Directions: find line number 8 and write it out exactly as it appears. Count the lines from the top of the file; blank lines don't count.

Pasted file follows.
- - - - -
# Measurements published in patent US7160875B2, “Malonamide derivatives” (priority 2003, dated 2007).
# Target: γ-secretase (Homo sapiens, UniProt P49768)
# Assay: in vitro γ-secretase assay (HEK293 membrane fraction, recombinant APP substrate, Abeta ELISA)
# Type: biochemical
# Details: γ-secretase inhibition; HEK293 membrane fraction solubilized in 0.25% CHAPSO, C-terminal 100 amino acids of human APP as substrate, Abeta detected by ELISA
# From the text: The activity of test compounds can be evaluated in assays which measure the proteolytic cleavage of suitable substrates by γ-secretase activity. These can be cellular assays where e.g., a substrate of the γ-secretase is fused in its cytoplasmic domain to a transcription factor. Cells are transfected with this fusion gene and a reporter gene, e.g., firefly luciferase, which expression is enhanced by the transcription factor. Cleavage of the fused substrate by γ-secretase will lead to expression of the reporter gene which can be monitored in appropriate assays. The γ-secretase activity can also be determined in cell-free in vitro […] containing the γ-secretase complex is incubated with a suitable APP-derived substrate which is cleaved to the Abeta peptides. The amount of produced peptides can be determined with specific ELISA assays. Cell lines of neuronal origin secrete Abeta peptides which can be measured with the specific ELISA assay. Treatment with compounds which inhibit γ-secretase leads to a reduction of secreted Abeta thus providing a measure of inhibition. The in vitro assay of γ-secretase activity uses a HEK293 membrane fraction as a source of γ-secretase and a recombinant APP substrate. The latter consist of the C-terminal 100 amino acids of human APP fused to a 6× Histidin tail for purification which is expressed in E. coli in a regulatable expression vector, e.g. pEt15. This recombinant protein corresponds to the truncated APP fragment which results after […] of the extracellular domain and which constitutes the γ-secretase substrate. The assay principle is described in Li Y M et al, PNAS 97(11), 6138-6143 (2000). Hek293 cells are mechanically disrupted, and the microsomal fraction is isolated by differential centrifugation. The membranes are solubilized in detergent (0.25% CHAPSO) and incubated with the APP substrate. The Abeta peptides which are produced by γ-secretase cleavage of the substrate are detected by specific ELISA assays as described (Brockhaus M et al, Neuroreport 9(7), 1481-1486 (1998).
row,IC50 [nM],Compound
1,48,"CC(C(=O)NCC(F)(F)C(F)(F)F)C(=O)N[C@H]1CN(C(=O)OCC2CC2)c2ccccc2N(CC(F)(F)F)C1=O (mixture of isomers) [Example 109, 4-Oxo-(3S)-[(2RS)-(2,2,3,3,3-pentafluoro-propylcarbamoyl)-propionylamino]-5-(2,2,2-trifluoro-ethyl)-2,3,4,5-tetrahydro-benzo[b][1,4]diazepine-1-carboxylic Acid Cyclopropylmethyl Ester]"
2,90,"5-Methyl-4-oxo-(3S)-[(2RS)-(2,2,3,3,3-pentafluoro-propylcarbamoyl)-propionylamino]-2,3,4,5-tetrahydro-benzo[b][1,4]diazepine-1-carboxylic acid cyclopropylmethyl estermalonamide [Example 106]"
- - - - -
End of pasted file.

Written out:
1,48,"CC(C(=O)NCC(F)(F)C(F)(F)F)C(=O)N[C@H]1CN(C(=O)OCC2CC2)c2ccccc2N(CC(F)(F)F)C1=O (mixture of isomers) [Example 109, 4-Oxo-(3S)-[(2RS)-(2,2,3,3,3-pentafluoro-propylcarbamoyl)-propionylamino]-5-(2,2,2-trifluoro-ethyl)-2,3,4,5-tetrahydro-benzo[b][1,4]diazepine-1-carboxylic Acid Cyclopropylmethyl Ester]"